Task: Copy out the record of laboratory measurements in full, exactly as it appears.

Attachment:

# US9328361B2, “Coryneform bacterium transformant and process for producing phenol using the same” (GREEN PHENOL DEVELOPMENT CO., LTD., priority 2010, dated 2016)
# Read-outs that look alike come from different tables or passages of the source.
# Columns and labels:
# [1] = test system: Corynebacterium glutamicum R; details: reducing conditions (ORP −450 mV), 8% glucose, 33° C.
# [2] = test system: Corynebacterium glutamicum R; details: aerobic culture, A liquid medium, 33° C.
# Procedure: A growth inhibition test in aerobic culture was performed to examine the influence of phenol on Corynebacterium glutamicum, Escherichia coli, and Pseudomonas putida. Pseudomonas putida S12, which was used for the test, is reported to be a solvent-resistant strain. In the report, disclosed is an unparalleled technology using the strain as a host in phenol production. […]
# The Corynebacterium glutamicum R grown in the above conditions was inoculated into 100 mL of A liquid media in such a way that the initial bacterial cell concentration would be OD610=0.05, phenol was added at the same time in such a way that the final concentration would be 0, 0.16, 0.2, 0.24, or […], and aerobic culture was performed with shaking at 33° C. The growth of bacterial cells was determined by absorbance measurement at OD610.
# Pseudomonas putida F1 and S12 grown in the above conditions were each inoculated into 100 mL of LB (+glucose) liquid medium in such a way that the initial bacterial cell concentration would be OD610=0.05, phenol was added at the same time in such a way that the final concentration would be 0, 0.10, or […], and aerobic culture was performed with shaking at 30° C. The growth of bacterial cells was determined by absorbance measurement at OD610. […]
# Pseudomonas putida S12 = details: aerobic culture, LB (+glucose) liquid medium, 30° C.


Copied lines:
# US9328361B2, “Coryneform bacterium transformant and process for producing phenol using the same” (GREEN PHENOL DEVELOPMENT CO., LTD., priority 2010, dated 2016)
# Read-outs that look alike come from different tables or passages of the source.
# Columns and labels:
# [1] = test system: Corynebacterium glutamicum R; details: reducing conditions (ORP −450 mV), 8% glucose, 33° C.
# [2] = test system: Corynebacterium glutamicum R; details: aerobic culture, A liquid medium, 33° C.
# Procedure: A growth inhibition test in aerobic culture was performed to examine the influence of phenol on Corynebacterium glutamicum, Escherichia coli, and Pseudomonas putida. Pseudomonas putida S12, which was used for the test, is reported to be a solvent-resistant strain. In the report, disclosed is an unparalleled technology using the strain as a host in phenol production. […]
# The Corynebacterium glutamicum R grown in the above conditions was inoculated into 100 mL of A liquid media in such a way that the initial bacterial cell concentration would be OD610=0.05, phenol was added at the same time in such a way that the final concentration would be 0, 0.16, 0.2, 0.24, or […], and aerobic culture was performed with shaking at 33° C. The growth of bacterial cells was determined by absorbance measurement at OD610.
# Pseudomonas putida F1 and S12 grown in the above conditions were each inoculated into 100 mL of LB (+glucose) liquid medium in such a way that the initial bacterial cell concentration would be OD610=0.05, phenol was added at the same time in such a way that the final concentration would be 0, 0.10, or […], and aerobic culture was performed with shaking at 30° C. The growth of bacterial cells was determined by absorbance measurement at OD610. […]
# Pseudomonas putida S12 = details: aerobic culture, LB (+glucose) liquid medium, 30° C.